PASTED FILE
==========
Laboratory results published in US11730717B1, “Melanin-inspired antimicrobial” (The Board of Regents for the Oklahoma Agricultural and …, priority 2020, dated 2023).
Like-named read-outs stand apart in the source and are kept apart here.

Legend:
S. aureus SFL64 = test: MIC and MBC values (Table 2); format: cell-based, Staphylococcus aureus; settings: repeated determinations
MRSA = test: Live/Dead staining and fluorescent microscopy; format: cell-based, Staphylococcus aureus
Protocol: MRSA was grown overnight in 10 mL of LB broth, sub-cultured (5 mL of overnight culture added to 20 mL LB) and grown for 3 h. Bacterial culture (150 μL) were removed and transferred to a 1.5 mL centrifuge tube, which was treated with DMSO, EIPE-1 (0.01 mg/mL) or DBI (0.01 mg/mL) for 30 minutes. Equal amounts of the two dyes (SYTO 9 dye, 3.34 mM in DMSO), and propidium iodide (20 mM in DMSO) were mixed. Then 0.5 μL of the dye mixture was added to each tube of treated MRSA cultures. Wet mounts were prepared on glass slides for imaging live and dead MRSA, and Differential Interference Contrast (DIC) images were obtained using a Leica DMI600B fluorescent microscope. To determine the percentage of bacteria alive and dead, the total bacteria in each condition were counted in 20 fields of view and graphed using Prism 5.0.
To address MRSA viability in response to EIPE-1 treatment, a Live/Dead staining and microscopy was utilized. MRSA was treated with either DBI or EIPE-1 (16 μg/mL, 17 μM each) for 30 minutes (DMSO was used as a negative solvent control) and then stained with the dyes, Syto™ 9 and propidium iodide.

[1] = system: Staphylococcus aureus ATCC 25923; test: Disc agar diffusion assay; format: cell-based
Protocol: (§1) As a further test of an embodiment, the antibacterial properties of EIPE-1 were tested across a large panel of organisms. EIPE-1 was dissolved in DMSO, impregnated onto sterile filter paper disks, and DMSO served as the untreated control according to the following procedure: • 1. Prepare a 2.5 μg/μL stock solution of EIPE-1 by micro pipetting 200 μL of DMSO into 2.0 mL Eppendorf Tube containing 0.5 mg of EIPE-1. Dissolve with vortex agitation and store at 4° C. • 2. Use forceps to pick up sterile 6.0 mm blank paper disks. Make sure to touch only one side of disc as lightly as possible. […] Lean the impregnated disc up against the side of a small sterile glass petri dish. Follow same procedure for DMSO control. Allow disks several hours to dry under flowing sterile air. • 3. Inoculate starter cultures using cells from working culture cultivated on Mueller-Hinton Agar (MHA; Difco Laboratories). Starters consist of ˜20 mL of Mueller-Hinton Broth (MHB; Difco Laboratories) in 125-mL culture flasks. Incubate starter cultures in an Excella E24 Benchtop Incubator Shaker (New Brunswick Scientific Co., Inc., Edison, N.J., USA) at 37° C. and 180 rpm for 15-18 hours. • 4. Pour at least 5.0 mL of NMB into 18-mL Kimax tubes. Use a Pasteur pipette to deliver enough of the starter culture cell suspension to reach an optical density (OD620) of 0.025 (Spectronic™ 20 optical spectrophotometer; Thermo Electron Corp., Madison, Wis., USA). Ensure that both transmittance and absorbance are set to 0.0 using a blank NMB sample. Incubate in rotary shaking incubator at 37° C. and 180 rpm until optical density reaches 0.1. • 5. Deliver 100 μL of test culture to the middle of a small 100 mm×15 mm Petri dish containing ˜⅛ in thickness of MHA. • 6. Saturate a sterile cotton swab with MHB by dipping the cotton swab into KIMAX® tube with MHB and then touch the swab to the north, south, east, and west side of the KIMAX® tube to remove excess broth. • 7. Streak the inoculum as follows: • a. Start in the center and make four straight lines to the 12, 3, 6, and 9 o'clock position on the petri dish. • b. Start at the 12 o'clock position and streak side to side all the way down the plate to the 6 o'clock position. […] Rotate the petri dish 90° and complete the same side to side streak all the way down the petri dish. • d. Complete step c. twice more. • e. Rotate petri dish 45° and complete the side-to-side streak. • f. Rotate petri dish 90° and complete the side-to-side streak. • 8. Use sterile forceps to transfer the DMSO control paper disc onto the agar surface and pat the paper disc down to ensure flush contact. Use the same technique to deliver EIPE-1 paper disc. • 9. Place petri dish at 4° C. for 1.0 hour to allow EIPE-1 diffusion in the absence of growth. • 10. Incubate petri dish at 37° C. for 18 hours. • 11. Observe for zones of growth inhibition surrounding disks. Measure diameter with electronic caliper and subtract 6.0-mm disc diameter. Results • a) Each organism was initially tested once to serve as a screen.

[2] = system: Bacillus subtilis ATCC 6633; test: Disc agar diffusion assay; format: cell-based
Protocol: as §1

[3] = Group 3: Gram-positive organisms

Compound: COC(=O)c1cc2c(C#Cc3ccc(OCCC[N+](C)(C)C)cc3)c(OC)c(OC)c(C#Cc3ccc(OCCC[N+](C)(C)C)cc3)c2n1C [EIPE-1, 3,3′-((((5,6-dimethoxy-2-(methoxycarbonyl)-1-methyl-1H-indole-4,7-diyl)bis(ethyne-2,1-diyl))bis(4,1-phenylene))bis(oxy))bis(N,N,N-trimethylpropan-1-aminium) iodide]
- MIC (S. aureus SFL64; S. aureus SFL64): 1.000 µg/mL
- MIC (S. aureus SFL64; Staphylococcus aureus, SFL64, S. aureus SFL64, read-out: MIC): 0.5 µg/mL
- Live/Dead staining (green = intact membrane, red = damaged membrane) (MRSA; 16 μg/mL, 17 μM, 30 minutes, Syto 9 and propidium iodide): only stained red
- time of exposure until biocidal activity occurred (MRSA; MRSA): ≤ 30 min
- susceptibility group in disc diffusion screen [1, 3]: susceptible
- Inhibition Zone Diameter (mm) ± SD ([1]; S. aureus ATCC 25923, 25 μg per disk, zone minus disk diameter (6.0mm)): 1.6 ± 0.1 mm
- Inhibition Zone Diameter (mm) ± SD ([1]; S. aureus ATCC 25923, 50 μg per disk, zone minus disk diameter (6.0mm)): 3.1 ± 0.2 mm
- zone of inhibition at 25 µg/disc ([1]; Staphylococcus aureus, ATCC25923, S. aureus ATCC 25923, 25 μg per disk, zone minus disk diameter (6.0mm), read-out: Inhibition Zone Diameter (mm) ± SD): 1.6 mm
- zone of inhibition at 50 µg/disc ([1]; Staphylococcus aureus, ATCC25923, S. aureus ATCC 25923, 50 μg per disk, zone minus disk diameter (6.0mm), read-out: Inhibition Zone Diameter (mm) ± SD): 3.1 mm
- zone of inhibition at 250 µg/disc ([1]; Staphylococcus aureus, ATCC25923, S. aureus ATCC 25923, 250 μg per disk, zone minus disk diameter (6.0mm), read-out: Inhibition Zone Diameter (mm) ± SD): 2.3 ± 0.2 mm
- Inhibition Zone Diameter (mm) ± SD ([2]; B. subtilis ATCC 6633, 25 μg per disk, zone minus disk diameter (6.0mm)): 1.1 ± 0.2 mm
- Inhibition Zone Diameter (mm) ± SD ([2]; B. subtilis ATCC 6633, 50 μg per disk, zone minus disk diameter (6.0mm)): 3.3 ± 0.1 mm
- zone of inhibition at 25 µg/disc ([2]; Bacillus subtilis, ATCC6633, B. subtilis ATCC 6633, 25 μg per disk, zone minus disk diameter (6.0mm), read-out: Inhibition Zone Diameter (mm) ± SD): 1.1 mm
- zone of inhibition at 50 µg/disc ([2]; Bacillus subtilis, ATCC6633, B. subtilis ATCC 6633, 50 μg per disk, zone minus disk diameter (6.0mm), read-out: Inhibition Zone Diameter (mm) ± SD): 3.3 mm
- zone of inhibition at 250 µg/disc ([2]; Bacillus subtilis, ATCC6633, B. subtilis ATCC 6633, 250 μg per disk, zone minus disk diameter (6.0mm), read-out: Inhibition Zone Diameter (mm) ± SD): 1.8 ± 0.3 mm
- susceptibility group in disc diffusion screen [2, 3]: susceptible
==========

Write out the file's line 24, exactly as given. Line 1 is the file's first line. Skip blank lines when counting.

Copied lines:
- Inhibition Zone Diameter (mm) ± SD ([2]; B. subtilis ATCC 6633, 25 μg per disk, zone minus disk diameter (6.0mm)): 1.1 ± 0.2 mm